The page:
Let’s take a minute to talk about positive body image. Do you feel positive about your body? Do you love everything about yourself? Do you embrace everything you have and your flaws? This question is becoming increasingly hard to answer. Now imagine you have something on your body which is a little unusual. A scar, stretch marks, a burn… or in some cases, a little part of your intestine sticking out of your stomach to form an ileostomy bag. This little bag has saved your life. The scar has saved your life. Yet why is it so hard to get it out in public?
I have lived with an invisible illness for over twenty years – which at the age of twenty-five, is pretty much my entire life! Crohns Disease is an autoimmune disease, which can affect any part of the digestive tract. The body attacks itself, causing bleeding, ulcers, extreme stomach pain, nausea and diarrhoea (I know, mega glam!) I am just one of over 300,000 people in the UK living with Inflammatory Bowel Disease (we abbreviate to IBD). The disease can manifest itself in a million and one ways, which mean every single person’s journey is different. No two IBD stories will be the same – but the feelings at the core often are. My journey started when I was four years old and to date I have been under the knife seven times. Which means of course, my body has taken a bit of a bruising – internally and externally. Simultaneously, my confidence has taken multiple blows too.

The journey I have come on to accept who I am and what I look like has been long, arduous – and painful. And I’m not talking physical pain here; I’m talking about gut wrenching emotional pain.scar 2016 At the age of twelve my large intestine was so ulcerated and swollen, the only answer was to remove the whole thing. To be in a position where your body is rejecting an organ is a funny concept to get your head around, but I was so sick, I just wanted it out. To remove this, they had to make a 30cm incision, from just below my chest to below my pelvis. They then had to form an ileostomy, which I lived with for three years. This ileostomy transformed my quality of life and medically, I was the healthiest I had ever been. My confidence however, was on the floor.
My family has always instilled a great sense of perseverance in me, and so even though my teenage years were a monumental struggle, I still did everything my friends did. I went on school trips, sleepovers, did P.E classes and even had boyfriends. But I was constantly anxious, private and not myself. It was like my ileostomy and my scar had wrapped me in a Perspex box and I whilst I was physically there, I couldn’t engage in the way I wanted to. Most of all, I kept everything a secret. I didn’t talk about my Crohns, I certainly didn’t talk about my bag and I DEFINITELY didn’t talk about my gut issues. This was ten years ago now and I have since had my ileostomy reversed, but the memory of how I felt remains strong. I often open up my social media accounts and feel proud about how much awareness has been raised in the past few years and how many people are open about their IBD experiences. There was a time when talking about gut issues was taboo and embarrassing. Whilst it still might not be the best dinner chat, the grow of Insta-famous nutritionists and health bloggers mean there is now a forum for talking about this kind of stuff; there is a community sitting there waiting for you to unlock it and find the support you need. The fact I am even writing this article is a beautiful thing!! The growth of online support and awareness really couldn’t come at a better time; the rate of IBD diagnosis’ in young adults is at an all-time high… and rising.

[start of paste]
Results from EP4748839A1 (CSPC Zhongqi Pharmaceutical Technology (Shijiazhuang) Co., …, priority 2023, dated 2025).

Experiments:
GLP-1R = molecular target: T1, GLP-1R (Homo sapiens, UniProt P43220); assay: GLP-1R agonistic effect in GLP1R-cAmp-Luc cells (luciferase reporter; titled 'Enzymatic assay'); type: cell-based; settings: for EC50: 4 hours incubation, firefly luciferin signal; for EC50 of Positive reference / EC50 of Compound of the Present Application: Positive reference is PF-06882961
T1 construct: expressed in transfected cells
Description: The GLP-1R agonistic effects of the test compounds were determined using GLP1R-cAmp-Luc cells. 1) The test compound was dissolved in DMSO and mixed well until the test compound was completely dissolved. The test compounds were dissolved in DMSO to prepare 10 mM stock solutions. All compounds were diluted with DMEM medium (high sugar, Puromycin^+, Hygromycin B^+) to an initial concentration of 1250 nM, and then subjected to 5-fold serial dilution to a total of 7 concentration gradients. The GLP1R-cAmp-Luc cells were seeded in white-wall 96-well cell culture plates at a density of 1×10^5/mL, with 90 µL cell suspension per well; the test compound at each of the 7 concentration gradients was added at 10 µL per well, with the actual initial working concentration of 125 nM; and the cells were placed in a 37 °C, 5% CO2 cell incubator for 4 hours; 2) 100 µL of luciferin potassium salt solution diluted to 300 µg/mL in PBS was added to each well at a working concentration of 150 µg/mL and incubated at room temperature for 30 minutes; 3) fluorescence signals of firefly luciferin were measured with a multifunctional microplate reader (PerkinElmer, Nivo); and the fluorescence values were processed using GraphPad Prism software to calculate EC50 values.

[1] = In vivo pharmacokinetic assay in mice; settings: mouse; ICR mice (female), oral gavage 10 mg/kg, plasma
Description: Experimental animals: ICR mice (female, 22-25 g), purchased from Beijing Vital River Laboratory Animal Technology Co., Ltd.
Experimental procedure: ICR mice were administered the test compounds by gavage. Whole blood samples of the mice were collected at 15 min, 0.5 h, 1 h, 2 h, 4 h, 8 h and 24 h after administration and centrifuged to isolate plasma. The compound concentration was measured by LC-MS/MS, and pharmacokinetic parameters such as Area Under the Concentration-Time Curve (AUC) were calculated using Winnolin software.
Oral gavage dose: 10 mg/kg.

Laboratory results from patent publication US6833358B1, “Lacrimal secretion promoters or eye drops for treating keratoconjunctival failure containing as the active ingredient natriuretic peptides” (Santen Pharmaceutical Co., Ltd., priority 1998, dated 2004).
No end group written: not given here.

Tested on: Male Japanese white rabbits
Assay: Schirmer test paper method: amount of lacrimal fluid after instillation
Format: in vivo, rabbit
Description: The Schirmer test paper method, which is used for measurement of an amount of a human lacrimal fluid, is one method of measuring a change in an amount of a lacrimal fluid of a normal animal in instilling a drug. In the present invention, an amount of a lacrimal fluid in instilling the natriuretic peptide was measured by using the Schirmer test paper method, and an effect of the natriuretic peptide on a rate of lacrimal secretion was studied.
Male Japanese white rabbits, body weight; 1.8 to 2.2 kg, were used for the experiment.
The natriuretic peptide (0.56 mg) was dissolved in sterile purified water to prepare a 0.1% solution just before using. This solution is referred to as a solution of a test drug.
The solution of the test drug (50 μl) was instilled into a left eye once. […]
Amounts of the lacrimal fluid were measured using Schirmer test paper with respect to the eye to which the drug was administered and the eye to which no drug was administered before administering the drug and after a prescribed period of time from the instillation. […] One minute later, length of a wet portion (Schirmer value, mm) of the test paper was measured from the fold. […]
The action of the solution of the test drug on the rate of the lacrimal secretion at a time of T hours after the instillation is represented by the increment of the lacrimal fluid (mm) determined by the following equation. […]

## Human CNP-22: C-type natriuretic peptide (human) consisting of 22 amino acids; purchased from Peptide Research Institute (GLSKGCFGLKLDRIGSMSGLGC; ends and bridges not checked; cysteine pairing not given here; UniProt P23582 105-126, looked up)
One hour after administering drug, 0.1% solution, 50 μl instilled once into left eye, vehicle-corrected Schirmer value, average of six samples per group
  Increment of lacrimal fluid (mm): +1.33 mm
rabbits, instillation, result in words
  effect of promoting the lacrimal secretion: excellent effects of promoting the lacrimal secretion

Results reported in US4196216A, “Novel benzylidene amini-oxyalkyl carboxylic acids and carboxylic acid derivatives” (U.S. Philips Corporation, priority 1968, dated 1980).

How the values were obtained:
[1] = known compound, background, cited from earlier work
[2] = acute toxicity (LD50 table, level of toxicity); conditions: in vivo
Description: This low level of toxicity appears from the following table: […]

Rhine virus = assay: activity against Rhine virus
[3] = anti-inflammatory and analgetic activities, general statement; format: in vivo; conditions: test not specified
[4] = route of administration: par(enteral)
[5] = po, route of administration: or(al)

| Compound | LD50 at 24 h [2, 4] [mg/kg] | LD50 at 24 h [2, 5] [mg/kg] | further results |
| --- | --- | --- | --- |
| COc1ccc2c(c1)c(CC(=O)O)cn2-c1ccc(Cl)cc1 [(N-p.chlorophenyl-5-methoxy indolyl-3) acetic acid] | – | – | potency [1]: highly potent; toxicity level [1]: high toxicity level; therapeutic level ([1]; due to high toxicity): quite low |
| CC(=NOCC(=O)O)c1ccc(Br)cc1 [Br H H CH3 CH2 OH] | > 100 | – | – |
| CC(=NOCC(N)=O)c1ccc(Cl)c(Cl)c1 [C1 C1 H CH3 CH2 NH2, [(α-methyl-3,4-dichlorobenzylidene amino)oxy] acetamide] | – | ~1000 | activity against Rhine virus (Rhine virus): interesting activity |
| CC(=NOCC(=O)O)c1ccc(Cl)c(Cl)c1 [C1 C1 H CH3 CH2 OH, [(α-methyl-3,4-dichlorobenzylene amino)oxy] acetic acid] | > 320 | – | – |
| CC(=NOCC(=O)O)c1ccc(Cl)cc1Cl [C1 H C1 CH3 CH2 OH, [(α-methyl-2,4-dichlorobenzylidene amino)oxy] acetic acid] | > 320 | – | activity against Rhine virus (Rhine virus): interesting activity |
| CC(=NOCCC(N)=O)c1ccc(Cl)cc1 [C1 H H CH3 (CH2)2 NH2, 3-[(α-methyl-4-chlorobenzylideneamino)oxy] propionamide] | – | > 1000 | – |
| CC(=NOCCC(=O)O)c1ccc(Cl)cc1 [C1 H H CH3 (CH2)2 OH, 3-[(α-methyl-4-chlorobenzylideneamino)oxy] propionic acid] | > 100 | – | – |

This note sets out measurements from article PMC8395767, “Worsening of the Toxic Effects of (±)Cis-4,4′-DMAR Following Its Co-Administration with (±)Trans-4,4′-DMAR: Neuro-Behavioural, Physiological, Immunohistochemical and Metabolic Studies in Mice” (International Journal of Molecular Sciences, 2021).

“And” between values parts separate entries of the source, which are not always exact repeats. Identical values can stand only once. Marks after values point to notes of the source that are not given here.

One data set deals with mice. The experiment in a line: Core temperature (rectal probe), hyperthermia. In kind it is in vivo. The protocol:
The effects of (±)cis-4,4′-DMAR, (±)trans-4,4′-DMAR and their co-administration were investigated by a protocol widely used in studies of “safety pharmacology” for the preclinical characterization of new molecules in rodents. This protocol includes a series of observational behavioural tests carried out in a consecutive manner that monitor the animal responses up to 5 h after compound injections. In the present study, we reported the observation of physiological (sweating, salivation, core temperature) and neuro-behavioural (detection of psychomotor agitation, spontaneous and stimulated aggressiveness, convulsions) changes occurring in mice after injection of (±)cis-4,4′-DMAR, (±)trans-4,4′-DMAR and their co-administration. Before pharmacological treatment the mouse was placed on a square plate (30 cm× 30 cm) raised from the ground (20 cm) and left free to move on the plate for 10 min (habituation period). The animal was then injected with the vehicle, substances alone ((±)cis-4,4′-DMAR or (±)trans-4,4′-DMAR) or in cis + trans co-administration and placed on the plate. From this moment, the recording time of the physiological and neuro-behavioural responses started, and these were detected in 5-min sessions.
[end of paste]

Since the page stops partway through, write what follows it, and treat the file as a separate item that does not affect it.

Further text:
Scars are beautiful because they demonstrate a battle won. The point is that there is no such thing as an ‘imperfections’. Who defines what is or isn’t perfect anyway?! If you have stretch marks because you’ve carried a baby, own it! If you have stretch marks because you’ve gone on an incredible journey to lose weight, own it! If you have spot scars from your teenage years, own it! And why should you own it?bryony bikini 3
Because ultimately, not accepting the way you are will only make you unhappy. Everybody is beautiful in his or her own way. If you’re body has overcome something amazing why should that be hidden? I’m not saying it’s easy by any stretch of the imagination, and there will surely be tears lost along the way to finding your way to body confidence. I used to walk around in a bikini with my hands covering my belly to hide my scar! But to my mind, if your body has been through the wars and has overcome it, then it should be screamed from the rooftops! MY BODY IS AMAZING AND THIS SCAR SHOWS YOU WHY!